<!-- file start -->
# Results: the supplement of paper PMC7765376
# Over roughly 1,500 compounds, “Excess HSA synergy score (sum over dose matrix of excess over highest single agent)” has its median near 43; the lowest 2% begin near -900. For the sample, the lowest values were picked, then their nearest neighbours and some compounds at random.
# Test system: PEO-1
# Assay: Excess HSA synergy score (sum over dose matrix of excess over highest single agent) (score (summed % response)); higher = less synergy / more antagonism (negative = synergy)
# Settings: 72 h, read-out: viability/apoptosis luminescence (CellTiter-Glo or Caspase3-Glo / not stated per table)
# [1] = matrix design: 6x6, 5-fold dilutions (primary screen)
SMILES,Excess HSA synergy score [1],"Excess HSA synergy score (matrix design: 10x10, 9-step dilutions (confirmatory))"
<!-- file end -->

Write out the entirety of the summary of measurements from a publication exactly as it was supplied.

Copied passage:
# Results: the supplement of paper PMC7765376
# Over roughly 1,500 compounds, “Excess HSA synergy score (sum over dose matrix of excess over highest single agent)” has its median near 43; the lowest 2% begin near -900. For the sample, the lowest values were picked, then their nearest neighbours and some compounds at random.
# Test system: PEO-1
# Assay: Excess HSA synergy score (sum over dose matrix of excess over highest single agent) (score (summed % response)); higher = less synergy / more antagonism (negative = synergy)
# Settings: 72 h, read-out: viability/apoptosis luminescence (CellTiter-Glo or Caspase3-Glo / not stated per table)
# [1] = matrix design: 6x6, 5-fold dilutions (primary screen)
SMILES,Excess HSA synergy score [1],"Excess HSA synergy score (matrix design: 10x10, 9-step dilutions (confirmatory))"